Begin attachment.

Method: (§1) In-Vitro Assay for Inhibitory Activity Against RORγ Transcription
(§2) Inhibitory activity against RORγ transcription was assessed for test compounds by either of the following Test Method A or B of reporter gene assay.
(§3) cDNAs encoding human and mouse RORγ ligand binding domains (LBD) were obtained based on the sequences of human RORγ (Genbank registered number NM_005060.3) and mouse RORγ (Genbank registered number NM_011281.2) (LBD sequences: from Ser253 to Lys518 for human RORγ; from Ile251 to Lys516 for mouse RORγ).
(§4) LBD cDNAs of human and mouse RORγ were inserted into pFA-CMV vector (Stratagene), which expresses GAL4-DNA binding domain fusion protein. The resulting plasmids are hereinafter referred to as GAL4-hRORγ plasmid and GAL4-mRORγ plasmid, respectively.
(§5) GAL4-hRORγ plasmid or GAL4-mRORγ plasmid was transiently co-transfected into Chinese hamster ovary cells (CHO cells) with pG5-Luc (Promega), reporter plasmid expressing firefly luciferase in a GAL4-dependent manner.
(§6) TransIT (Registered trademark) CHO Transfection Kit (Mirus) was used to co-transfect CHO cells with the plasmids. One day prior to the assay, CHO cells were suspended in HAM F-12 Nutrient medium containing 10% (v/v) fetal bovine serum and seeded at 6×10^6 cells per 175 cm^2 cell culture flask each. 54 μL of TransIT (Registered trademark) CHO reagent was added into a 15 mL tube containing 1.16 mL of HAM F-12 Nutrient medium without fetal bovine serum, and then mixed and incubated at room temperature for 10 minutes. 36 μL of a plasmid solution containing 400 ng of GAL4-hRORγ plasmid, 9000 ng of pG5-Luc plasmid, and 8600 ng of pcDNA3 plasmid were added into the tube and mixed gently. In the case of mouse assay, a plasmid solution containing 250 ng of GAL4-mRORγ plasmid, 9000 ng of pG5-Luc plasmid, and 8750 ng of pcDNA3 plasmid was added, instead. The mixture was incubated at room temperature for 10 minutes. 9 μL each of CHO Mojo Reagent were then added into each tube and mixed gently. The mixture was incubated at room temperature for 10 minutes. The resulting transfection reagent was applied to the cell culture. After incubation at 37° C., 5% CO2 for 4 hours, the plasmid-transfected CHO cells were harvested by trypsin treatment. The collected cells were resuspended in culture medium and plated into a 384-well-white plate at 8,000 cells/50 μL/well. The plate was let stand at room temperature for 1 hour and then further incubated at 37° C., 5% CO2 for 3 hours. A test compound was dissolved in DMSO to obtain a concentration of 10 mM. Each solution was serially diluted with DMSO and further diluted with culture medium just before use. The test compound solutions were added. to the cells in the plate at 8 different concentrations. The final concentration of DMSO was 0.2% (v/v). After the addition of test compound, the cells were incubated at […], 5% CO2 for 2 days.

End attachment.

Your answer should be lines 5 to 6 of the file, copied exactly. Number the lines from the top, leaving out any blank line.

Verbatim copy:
(§5) GAL4-hRORγ plasmid or GAL4-mRORγ plasmid was transiently co-transfected into Chinese hamster ovary cells (CHO cells) with pG5-Luc (Promega), reporter plasmid expressing firefly luciferase in a GAL4-dependent manner.
(§6) TransIT (Registered trademark) CHO Transfection Kit (Mirus) was used to co-transfect CHO cells with the plasmids. One day prior to the assay, CHO cells were suspended in HAM F-12 Nutrient medium containing 10% (v/v) fetal bovine serum and seeded at 6×10^6 cells per 175 cm^2 cell culture flask each. 54 μL of TransIT (Registered trademark) CHO reagent was added into a 15 mL tube containing 1.16 mL of HAM F-12 Nutrient medium without fetal bovine serum, and then mixed and incubated at room temperature for 10 minutes. 36 μL of a plasmid solution containing 400 ng of GAL4-hRORγ plasmid, 9000 ng of pG5-Luc plasmid, and 8600 ng of pcDNA3 plasmid were added into the tube and mixed gently. In the case of mouse assay, a plasmid solution containing 250 ng of GAL4-mRORγ plasmid, 9000 ng of pG5-Luc plasmid, and 8750 ng of pcDNA3 plasmid was added, instead. The mixture was incubated at room temperature for 10 minutes. 9 μL each of CHO Mojo Reagent were then added into each tube and mixed gently. The mixture was incubated at room temperature for 10 minutes. The resulting transfection reagent was applied to the cell culture. After incubation at 37° C., 5% CO2 for 4 hours, the plasmid-transfected CHO cells were harvested by trypsin treatment. The collected cells were resuspended in culture medium and plated into a 384-well-white plate at 8,000 cells/50 μL/well. The plate was let stand at room temperature for 1 hour and then further incubated at 37° C., 5% CO2 for 3 hours. A test compound was dissolved in DMSO to obtain a concentration of 10 mM. Each solution was serially diluted with DMSO and further diluted with culture medium just before use. The test compound solutions were added. to the cells in the plate at 8 different concentrations. The final concentration of DMSO was 0.2% (v/v). After the addition of test compound, the cells were incubated at […], 5% CO2 for 2 days.